“A true patriot is someone who feels shame at the failure of his or her country. A true patriot feels depressed when his religion practices discrimination. As an upper caste Hindu, I must be ashamed as how some upper caste Hindus ill-treats Dalits. As a Muslim man must feel ashamed at how some Muslim clerics still treat their women. The ability to feel or say that my religion, my nation is not perfect and the desire to correct the failures and faultlines of your religion, nation is vital to patriotism,” said historian and author Ramachandra Guha.
Guha was speaking at a discussion titled 'Indian Pluralism: Past, Present and Future' in Bengaluru on Wednesday evening, in the wake of the nationwide protests against the recently passed Citizenship Amendment Act (CAA) and the proposed National Register of Citizens (NRC). The event was organised by Civil Liberties Collective, a forum of progressive organisations including Darsana, Bengaluru Collective, Secular Forum, KMCC, MMA, Karnataka Pravasi Congress and Karnataka Malayali Congress. All these groups have been protesting against CAA and NRC as representing exclusive nationalism and curbing of basic Constitutional values and freedoms.
He continued, “A true patriot is someone who is ashamed of the crimes, his or her country commits. A true Hindu or a true Muslim or a true Christian is someone who feels aghast at the extraordinary discrimination and oppression practiced in the name of their faith. And the last aspect of patriotism as defined by Gandhi and Ambedkar was 'while you are rooted in your own culture, you must be willing to learn from other cultures and other countries’”
In his speech, which concentrated largely on the pluralist legacy of the country based on the ideals of the founding fathers of the nation, Guha also touched on the striking contrast of the present ruling dispensation with that.
Criticising the present discourse, Guha said, “The idea that a religion, a country or a leader is perfect, irrefutable and flawless is completely inconsistent to true patriotism,” adding the model of plural, outward looking, open-minded, enlightened, egalitarian patriotism is in tatters.
He said, “What we now have is a new model associated with Hindutva and Hindutva has three features — one, Hindus are superior as non-Hindus. Two, Hindi is superior to other Indian languages. Three, and if you are a true Indian you must hate Pakistan.”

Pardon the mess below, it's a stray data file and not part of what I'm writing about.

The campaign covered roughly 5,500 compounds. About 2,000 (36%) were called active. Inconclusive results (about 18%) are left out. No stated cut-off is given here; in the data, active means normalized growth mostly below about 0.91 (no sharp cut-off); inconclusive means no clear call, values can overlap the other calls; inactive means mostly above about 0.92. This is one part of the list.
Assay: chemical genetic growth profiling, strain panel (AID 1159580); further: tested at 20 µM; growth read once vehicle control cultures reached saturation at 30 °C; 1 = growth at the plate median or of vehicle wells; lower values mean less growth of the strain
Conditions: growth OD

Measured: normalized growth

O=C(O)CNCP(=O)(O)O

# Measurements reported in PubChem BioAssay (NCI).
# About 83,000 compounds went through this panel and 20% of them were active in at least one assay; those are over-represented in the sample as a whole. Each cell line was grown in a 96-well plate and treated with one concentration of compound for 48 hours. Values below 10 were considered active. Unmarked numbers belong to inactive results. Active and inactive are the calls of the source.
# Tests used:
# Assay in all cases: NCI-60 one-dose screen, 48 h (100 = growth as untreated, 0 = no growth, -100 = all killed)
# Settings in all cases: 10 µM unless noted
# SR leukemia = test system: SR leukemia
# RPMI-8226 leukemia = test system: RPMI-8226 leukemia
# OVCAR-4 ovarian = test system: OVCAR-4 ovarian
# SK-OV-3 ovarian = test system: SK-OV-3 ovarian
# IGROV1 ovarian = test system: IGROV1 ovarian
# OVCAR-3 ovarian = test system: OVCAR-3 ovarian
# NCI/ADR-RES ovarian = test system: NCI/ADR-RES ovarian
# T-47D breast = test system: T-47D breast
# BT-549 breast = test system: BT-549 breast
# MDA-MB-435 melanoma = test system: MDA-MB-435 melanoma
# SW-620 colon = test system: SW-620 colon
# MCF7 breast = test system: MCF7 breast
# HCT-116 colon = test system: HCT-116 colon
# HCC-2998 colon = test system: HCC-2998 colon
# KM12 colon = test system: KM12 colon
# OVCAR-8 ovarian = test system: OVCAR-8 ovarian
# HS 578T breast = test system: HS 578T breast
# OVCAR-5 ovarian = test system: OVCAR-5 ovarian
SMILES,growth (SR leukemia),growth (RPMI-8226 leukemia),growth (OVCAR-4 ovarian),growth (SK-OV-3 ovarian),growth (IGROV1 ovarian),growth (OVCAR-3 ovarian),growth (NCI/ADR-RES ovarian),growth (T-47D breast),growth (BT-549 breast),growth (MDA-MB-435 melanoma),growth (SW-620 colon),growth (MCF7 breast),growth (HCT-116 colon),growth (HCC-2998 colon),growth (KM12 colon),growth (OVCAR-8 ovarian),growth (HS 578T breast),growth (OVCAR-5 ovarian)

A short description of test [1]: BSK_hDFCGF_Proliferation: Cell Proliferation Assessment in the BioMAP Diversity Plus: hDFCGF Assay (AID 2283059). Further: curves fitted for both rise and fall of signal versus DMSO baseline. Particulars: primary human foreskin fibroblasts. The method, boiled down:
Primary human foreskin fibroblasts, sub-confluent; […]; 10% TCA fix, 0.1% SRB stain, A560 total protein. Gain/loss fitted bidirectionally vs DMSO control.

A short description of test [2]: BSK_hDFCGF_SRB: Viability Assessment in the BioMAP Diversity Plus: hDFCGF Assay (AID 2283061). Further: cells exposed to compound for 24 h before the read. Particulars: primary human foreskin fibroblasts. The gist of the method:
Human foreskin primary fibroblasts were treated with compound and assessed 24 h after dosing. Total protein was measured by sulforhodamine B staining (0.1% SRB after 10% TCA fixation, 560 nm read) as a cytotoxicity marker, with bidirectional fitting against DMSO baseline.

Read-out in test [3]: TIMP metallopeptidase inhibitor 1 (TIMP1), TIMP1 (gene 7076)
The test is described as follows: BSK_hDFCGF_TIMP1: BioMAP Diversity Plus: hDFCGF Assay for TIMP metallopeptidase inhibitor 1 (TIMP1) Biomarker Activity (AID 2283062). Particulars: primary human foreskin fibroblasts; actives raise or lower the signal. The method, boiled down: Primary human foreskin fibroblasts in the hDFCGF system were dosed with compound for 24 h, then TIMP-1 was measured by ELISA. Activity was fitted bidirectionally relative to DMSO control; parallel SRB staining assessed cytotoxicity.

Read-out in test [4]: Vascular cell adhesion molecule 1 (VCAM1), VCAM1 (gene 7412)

Going back to history, Guha pointed out that present day India would seem like a 19th century European nation based on the idea of one language, one religion and a common enemy, while those European nations have now evolved with time. Incidentally he mentioned how Pakistan was formed on the same basis unlike India, which chose to be an inherently diverse.
“Hindutva's model of nationalism is narrow, impoverished and anti-plural. The other aspects of Hindutva are deeply anti-democratic. Crushing dissent, calling critics as anti-national or Urban Naxal or worse, murdering authors and intellectuals because they opposed Hindutva,” he said.
In an hour-long speech, Guha also said that he thought there was nothing Indian about Hindutva and its principles borrowed from 19th century Europe and medieval Islamic times.
Guha was also highly critical of the Left and the Congress, especially the Gandhi family whom he held responsible for the rise of the present-day BJP and its Hindutva stance.
“Modi would have not been not here where he is now if Rahul Gandhi was not here. Being a scholar on Nehru and a student of Indian political history, Nehru would have been appalled about how Rahul Gandhi is,” he said. He also slammed the Congress for their nepotism and corruption.
Taking about the Left in India, he said the “hypocritical” Left in India has always been anti-national, although it has always had great influence among artists, musicians and filmmakers despite being in power only in three states in the country. “The tragedy about the Indian communists have been they have always loved another country more than India,” Guha said.
While the protests in Jamia Milia Islamia and the Aligarh Muslim University have garnered attention of the nation and world due to alleged police excesses, there have been widescale protests in the north-eastern states as well. The governments has snapped internet services in some parts of the country.
In anticipation of wide-scale protests on Thursday in Bengaluru and other parts of Karnataka, the state government imposed Section 144 on the state for three days to prevent assembly of more than four persons. Similar steps have been taken in UP, parts of Tamil Nadu, including Chennai, and parts of the Delhi.
The critics and vocal opponents of both the NCR and the CAA say while the former is an exclusionary exercise for the poor, Dalits, Adivasis, landless labourers and other deprived sections of the society, the CAA makes it blatantly anti-Muslim.
The CAA seeks to simultaneously offer citizenship to illegal migrants -- Hindu, Sikh, Buddhist, Jain, Parsi or Christian -- from the neighbouring three countries taking shelter in India on the presumed ground of persecution, while the NRC leaves Indian residents to prove their citizenship through legacy documents.